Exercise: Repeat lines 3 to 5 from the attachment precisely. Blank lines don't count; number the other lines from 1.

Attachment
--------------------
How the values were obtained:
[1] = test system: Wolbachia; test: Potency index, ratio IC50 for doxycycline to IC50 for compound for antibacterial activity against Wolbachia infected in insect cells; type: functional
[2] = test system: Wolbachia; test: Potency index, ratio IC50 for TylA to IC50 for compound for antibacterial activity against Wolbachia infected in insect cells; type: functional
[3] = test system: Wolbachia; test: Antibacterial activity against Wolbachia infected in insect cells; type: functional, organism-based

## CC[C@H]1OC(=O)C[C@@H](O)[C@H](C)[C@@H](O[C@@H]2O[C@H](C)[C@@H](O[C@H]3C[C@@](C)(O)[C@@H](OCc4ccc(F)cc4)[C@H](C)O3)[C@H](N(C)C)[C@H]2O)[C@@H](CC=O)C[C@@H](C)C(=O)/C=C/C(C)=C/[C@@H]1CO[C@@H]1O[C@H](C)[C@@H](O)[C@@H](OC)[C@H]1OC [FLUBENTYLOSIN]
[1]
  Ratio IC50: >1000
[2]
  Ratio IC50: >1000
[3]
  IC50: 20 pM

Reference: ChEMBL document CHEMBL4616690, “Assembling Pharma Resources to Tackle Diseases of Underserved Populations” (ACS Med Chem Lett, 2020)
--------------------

[2] = test system: Wolbachia; test: Potency index, ratio IC50 for TylA to IC50 for compound for antibacterial activity against Wolbachia infected in insect cells; type: functional
[3] = test system: Wolbachia; test: Antibacterial activity against Wolbachia infected in insect cells; type: functional, organism-based

## CC[C@H]1OC(=O)C[C@@H](O)[C@H](C)[C@@H](O[C@@H]2O[C@H](C)[C@@H](O[C@H]3C[C@@](C)(O)[C@@H](OCc4ccc(F)cc4)[C@H](C)O3)[C@H](N(C)C)[C@H]2O)[C@@H](CC=O)C[C@@H](C)C(=O)/C=C/C(C)=C/[C@@H]1CO[C@@H]1O[C@H](C)[C@@H](O)[C@@H](OC)[C@H]1OC [FLUBENTYLOSIN]